“I’ve wanted to be a writer since I could hold a pencil.” It’s a statement you see often in interviews with writers. It’s a statement that always leaves me feeling a little “less than” because I came to writing later— in my late fifties to be exact. Oh, I did some essay writing in school and I was the editor of my high school newspaper but I never felt that I had enough words to write anything approaching a novel.
Somewhere around 2009, a new shop opened in the little town I lived in at the time—a book store for writers. The owner was a writer and a teacher of writing and she began offering classes. I think the first class I took was something called The Hesitant Writer. It was an interesting group and we did creative writing exercises for an hour once a week. I was amazed at how much fun I had doing this. I signed up for another class, then for an online class on novel writing which was my first experience with people I didn’t know reading and commenting on my work. It was a little scary but I found it was not as painful as I expected.
By this time I was immersed in the experience and I was loving it. Someone at the Writer’s Workshoppe told me about an event that took place each year in November. It was called National Novel Writing Month—NaNoWriMo for short. Thousands of people signed up and committed to writing 50,000 words in the month of November. I remember thinking, I’ll never in a million years be able to come up with 50,000 words. But, it sounded challenging and fun. The founder of the event was a guy by the name of Chris Baty and he’d written a book called No Plot? No Problem! The whole atmosphere of NaNoWriMo was crazy, irreverent and laid back. I was hooked.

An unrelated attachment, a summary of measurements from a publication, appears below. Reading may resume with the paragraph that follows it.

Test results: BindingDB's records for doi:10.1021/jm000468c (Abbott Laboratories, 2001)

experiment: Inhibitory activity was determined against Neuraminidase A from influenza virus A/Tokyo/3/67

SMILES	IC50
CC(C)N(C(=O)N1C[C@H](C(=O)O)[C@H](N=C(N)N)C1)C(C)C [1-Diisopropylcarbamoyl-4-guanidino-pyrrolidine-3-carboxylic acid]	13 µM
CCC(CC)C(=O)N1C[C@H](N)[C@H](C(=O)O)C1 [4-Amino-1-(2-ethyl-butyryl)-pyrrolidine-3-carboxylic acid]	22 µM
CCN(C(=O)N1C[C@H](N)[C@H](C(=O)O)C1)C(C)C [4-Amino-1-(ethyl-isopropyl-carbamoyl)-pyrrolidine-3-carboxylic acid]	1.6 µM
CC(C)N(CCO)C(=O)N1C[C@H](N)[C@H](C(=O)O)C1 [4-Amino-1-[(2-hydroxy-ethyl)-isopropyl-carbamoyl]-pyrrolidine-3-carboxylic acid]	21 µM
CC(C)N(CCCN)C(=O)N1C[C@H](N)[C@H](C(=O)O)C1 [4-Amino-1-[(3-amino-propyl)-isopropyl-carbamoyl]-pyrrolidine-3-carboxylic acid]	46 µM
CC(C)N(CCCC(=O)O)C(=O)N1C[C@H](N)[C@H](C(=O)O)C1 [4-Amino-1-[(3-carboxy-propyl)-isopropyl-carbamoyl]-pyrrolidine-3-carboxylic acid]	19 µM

And, amazingly enough, I did it! I won by completing a little over 50,000 words in one month, writing everyday including on a road trip to San Diego to spend Thanksgiving with my son. That first NaNo book became my first published novel. It took nearly seven more years, many classes and a good critique group but I kept at it. Waltz with a Cowboy was published in May, 2016.
I’m still finding out all sorts of things I don’t know about writing but I’ve come a long way from that first hesitant writer class and I’ve enjoyed all of it. Plus, I’ve met some amazing people along the way. That first book has turned into a trilogy. I’ve promised myself not to wait seven years before publishing the next in the series. One thing I do know—writing is part of my life now and it’s going to stay.
Julie Christine Johnson’s debut novel, In Another Lifeis a story of love and loss, death and re-birth. Historian Lia Carrer finds herself the connection tying Raoul, Lucas and Jordi together. She has no idea how or why but as reality begins to unravel she knows she must find the answers.
I loved this story. Ms. Johnson does a wonderful job of weaving the historical and the fantastical with just the right touch of romance and mystery.
Consider how the wild flowers grow. They do not labor or spin. Yet I tell you, not even Solomon in all his splendor was dressed like one of these. Luke 12:27
Seeds. My eyes opened to the darkness of five a.m. and I couldn’t get the thought out of my head. Many of you around the country would find the thought of seeds in February a bit premature but, here in South Texas, February is a time to begin planning for a new growing season.
However, the thoughts of seeds keeping me awake were seeds of ideas. For a writer, that’s a good thing. Even though I prefer to sleep until the sun comes up most mornings.